A guest column by the American Society of Anesthesiologists, exclusive to KevinMD.com.
I recently heard a story on the news about a grandmother of eight who had gotten addicted to heroin after being prescribed an opioid painkiller, Oxycontin, for hip pain. It sounds extreme, but unfortunately to those of us in the pain medicine field, it’s all too familiar.
Every year in September we acknowledge people struggling with pain during National Pain Awareness Month. It’s an important month dedicated to the roughly 100 million people suffering from chronic pain in the U.S. It’s also important to acknowledge that the abuse of prescription medication is a serious epidemic that has developed in recent years in the U.S.
When used appropriately and under the supervision of a physician, prescription medicine can relieve pain and even save lives. But when abused, it can take a tragic toll on families and communities. A variety of prescribed medications are abused, but most overdoses from prescription drugs are caused by opioids, a type of pain reliever. Oftentimes, people who misuse opioids were not prescribed the medication, but obtained it from someone else.
As a physician anesthesiologist and pain medicine specialist, I strive to treat all my patients with care individualized to their needs. If pain medicine is a part of the treatment plan, it must be prescribed with caution. Pain is a subjective experience. At this stage in the study of pain medicine, we cannot know for sure what level of pain the patient is experiencing. Objective tests for pain intensity and even the presence or absence of pain are still in the beginning stages of research. We must rely on self-reports from patients and, because of this, pain assessment must be catered to the individual.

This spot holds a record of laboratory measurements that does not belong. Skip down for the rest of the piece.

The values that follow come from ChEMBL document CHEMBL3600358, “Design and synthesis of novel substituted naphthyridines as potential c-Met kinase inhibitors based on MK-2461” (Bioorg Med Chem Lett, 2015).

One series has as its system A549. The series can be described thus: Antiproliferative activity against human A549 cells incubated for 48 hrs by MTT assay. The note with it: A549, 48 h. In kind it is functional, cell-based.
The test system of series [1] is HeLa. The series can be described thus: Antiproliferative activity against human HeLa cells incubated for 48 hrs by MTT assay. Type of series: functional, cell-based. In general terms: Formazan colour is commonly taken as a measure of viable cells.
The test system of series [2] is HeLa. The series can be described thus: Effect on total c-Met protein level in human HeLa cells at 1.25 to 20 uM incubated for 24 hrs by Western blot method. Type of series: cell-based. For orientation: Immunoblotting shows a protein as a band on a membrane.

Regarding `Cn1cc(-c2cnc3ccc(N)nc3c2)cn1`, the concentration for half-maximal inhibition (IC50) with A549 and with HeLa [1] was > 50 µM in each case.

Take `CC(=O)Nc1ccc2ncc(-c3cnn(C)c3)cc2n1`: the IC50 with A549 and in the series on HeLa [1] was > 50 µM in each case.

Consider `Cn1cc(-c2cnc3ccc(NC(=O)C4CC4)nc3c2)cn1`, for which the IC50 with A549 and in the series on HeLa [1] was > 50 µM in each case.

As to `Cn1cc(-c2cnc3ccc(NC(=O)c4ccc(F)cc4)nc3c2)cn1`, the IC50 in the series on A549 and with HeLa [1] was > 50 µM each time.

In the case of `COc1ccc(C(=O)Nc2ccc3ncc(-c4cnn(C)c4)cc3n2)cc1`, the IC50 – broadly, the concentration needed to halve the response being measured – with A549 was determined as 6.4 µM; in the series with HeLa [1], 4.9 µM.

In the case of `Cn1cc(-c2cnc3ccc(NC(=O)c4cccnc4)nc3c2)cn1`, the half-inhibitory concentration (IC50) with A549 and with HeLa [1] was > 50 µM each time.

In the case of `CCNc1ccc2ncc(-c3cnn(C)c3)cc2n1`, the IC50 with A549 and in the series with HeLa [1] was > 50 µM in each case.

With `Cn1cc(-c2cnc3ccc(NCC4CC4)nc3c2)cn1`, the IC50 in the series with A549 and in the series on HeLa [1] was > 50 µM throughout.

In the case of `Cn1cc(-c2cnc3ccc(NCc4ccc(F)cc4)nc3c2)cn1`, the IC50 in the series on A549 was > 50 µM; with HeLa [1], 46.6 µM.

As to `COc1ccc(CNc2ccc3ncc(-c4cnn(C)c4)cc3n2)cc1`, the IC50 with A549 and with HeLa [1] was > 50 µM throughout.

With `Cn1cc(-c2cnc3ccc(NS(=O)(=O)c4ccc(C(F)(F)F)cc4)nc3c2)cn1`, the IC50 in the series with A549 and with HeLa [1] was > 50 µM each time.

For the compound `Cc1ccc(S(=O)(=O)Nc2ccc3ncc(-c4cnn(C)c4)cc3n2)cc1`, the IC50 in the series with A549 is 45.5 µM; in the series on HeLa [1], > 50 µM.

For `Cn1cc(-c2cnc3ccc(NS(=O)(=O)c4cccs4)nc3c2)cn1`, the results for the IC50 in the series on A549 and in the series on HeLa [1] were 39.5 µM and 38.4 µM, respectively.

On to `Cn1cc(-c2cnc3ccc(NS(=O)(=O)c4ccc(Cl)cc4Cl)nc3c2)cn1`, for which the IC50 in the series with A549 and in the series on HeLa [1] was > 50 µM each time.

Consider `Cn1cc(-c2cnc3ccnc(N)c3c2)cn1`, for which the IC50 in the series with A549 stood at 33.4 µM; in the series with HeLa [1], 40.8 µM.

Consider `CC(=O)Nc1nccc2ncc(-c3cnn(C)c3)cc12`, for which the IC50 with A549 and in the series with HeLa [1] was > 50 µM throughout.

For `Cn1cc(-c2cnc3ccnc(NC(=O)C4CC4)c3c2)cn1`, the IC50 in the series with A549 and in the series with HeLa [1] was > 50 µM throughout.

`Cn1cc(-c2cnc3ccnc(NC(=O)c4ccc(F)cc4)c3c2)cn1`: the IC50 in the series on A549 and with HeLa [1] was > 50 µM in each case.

There are a number of precautions we can take as providers to assess and treat pain appropriately. When opioids are being considered for patients with chronic pain, risks should be evaluated before prescribing medication. We can accomplish this by using our judgment and skills developed from experience and years of education and training. Clinical tools, such as checklists and patient questionnaires, also play a role in helping to screen patients who may be at risk for abuse of opioids.
It’s crucial for all parties involved — providers, pharmacists, patients, family members and patient advocates — to be aware of warning signs for prescription medication abuse. Some of the red flag behaviors include:
- Patients travel to a physician’s office as a group and request prescriptions on the same day.
- A patient visits the doctor but declines a physical exam, does not give permission to obtain past medical records, or refuses to undergo diagnostic tests.
- A patient shows physical or behavioral signs of drug abuse.
- A patient refuses to sign an opioid pain care agreement.
These are just a few warning signs that we as physicians need to watch for when deciding whether or not opioid medication is appropriate for a patient.
While we strive to prevent opioid abuse, patients and their loved ones should also be familiar with the physical signs and symptoms of abuse, such as slow breath, depression and poor coordination. In addition, adults must be responsible for properly and safely storing and disposing of any unused or expired medication at home.
While opioid abuse poses significant challenges in today’s society, players in health care are working toward providing the appropriate education to the medical community and to the general public, as well as strengthening programs that will hopefully lead to decreased abuse.
Asokumar Buvanendran is an anesthesiologist.